Tip #2: Poke holes in proposed ideas

Encourage team members to poke holes in each other’s ideas — even if the idea came from someone higher up the ladder — by considering “what ifs” and potential problems that could arise. Then, give them time to research and consider ways to make their idea make sense.

“If after a week of research it makes sense, move forward. If it doesn’t, no hard feelings. There’s no social score lost, and that person can back out gracefully based on their research,” Joe says. 

Tip #3: Recognize the value of small ideas

Often, it’s the smaller ideas that bring the most improvements. While big ideas are important — and you’ll likely have at least one in your plan, remember the small things add up and become big, too. 

“Frame your brainstorming session so that others understand not every idea has to be a home run. A collection of singles and doubles will get things moving just as successfully,” says Joe. 

Bonus tip for leadership: Know yourself

It is imperative that organizational leaders facilitating brainstorming meetings know themselves. If your tendency when confronted with bad ideas is to get upset or pass judgment, practice your poker face in the mirror and figure out how to not let that happen. 

Make an effort to be conscious about how you respond because people will pick up on your cues, and you could influence or stifle their unique opinions. 

“I’ve been to sessions before where somebody says an idea, and they all lock eyes on the person across the room who’s in charge to see what they think,” Joe says. “If all the ideas are funneling through that person across the room, what’s the point?”

If you can scan the room and see teammates being their authentic selves, you’ll know you’ve done a good job.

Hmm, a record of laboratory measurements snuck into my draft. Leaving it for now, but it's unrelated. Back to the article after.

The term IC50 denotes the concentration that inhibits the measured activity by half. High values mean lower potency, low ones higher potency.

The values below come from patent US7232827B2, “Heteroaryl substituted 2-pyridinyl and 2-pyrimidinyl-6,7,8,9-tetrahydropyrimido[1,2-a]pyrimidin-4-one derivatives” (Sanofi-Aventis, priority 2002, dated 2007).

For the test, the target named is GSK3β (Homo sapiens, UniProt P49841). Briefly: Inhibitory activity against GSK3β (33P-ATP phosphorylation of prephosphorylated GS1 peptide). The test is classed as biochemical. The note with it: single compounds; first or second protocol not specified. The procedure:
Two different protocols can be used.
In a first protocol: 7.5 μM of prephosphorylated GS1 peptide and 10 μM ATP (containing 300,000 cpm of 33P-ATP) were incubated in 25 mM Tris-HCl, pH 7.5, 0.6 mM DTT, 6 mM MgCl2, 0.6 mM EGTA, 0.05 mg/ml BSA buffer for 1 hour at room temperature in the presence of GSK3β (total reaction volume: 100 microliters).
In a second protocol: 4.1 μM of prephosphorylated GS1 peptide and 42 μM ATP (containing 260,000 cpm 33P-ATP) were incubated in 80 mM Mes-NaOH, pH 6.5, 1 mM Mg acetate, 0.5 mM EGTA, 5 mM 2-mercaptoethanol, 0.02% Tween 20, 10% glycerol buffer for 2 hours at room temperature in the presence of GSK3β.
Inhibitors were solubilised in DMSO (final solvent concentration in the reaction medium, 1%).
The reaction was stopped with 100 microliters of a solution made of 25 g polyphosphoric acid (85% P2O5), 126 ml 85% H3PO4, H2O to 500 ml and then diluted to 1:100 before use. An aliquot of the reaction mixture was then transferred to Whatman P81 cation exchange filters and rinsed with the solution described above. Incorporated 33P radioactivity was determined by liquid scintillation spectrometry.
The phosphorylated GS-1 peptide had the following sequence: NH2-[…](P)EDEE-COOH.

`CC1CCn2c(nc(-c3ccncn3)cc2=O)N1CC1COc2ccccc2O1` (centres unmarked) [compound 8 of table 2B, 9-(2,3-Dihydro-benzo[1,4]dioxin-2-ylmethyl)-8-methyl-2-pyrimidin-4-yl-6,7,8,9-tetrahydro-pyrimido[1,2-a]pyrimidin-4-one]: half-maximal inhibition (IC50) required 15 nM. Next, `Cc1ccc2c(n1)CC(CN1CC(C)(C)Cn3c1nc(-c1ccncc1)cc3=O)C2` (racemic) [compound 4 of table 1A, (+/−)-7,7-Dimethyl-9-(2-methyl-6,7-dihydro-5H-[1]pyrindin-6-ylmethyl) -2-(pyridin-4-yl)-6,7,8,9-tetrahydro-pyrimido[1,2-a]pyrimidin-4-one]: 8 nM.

Weathering the storm: moving from brainstorming to execution

Once you’ve gone through brainstorming and determined your 4 to 6 focus areas, you can’t move directly into execution. You still have to develop the plan. 

“To go with each of your focus areas, you have to have a statement of what your overall goal looks like. Below that, you have to establish ways to measure progress and success and outline some initiatives to fix problems,” says Joe. 

For example, if one of your focus areas is customer service, your statement might be ‘Our goal is to win an award for excellent customer service.’ 

If your organization has historically struggled with lengthy time to connect for phone calls, one of your measurements might be reducing pick-up time from a few minutes to 30 seconds. In addition, you’ll need a list of initiatives describing how you’re going to achieve that goal. 

Don’t go overboard; just keep it simple. Focus on the key aspects of your plan:

  1. What are your focus areas?
  2. How do you know you’ve succeeded in that area?
  3. How will you measure success in that area?
  4. What are you doing to impact those measures?

“Having a simple four to five-level plan is a good start. Make the levels in your plan very succinct, have good definitions, and use them throughout the day. Before you know it, you’ll be swimming through execution,” Joe says. 

Interested in learning more about the benefits of integrating brainstorming into your strategic planning process? Want more tips for efficiently navigating the journey from brainstorming to planning to execution? Listen to the full conversation between Jonathan and Joe, where they share their wide-ranging insights on brainstorming, strategy, and how to put ideas into action on Apple Podcasts, Spotify, or your favorite podcast player. 


Meet the Author  Jonathan Morgan

Jonathan Morgan is the VP of Revenue Operations and Head of Marketing at AchieveIt. Jonathan has spent time in roles across strategy consulting, sales, customer engagement, marketing, and operations, enabling a full picture view of strategy & strategy execution. His generalist background encourages a full picture view of strategic planning & strategy execution. Jonathan graduated from Georgia Tech and received his MBA from the University of Florida.